The ritualistic sounds crafted by Boarhammer in I: Cutting Wood for Magickal Purposes can be purchased from their own BandCamp page, inspiring you to join the band in the depths of the dark and sinister caves of their homeland Germany in the name of extreme music and, of course, our beloved black magick. May you enjoy the outcome of the cooperation of the men of the cave and the boar of the woods found in Boarhammer’s debut demo, and may such talented duo darken the skies even more with their undisputed metal music in all of their upcoming releases, keeping the scorching flames of Stygian and tribal Black Metal burning for all eternity.

Best moments of the album: Spirits on Black Wings and Tatra Wolves.

Worst moments of the album: None.

Released in 2021 Independent

Track listing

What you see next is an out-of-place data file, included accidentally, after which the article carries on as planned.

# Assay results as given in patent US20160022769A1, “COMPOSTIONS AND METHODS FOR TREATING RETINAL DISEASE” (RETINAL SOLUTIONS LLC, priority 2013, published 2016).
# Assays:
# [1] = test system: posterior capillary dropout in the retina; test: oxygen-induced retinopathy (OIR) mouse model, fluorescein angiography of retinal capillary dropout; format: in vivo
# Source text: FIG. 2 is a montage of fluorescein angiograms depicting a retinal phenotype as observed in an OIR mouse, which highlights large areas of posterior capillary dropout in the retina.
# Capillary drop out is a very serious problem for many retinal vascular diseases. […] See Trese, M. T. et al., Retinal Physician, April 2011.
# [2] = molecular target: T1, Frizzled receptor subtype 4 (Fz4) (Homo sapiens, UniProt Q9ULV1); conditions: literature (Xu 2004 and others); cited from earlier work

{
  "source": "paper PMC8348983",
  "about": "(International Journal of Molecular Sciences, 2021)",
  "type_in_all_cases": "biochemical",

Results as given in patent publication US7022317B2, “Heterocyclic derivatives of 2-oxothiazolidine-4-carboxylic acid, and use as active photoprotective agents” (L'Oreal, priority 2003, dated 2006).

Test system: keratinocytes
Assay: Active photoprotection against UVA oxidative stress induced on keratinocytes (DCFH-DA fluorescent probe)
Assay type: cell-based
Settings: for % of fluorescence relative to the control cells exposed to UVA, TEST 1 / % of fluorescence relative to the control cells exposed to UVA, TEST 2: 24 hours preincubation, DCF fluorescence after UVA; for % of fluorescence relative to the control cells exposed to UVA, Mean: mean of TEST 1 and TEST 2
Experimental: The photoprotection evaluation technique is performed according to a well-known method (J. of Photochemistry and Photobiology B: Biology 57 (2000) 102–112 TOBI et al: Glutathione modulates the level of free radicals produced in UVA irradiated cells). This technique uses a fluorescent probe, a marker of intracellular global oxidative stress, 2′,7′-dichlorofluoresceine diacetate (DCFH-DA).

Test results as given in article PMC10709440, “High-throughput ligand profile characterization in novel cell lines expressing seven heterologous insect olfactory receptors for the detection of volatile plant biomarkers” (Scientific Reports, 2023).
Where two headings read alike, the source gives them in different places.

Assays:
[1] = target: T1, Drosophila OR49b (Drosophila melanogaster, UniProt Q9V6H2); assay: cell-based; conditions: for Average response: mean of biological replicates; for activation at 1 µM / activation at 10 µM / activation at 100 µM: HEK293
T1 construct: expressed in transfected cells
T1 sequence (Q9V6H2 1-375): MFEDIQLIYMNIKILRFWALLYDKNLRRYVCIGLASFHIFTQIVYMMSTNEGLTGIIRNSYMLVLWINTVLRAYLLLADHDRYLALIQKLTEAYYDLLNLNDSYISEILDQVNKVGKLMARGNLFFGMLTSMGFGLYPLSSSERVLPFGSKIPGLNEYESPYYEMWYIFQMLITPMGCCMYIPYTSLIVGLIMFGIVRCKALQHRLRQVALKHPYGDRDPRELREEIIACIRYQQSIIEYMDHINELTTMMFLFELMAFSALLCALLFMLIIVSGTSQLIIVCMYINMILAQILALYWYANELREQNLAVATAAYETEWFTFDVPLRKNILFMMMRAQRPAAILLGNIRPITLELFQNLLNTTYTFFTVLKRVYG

1. Riding the Hedge 4:22
2. Channelling Wormwood Spirits 3:24
3. Spirits on Black Wings 7:07
4. Tatra Wolves 4:07
5. Ritual Tusks 3:57
6. The Trees are no Trees 3:52
7. Black Funeral (Mercyful Fate cover) 2:52

Band members
The Vessel – vocals, drums, bass
Wodwoz – guitars, vocals

Album Review – Yoth Iria / As The Flame Withers (2021)

Dark, diabolical, and majestic while taking a fresh look into 90’s Greek Black Metal with a nostalgia of the past and a twist into the future. That’s what these infernal veterans have to offer in their newborn spawn.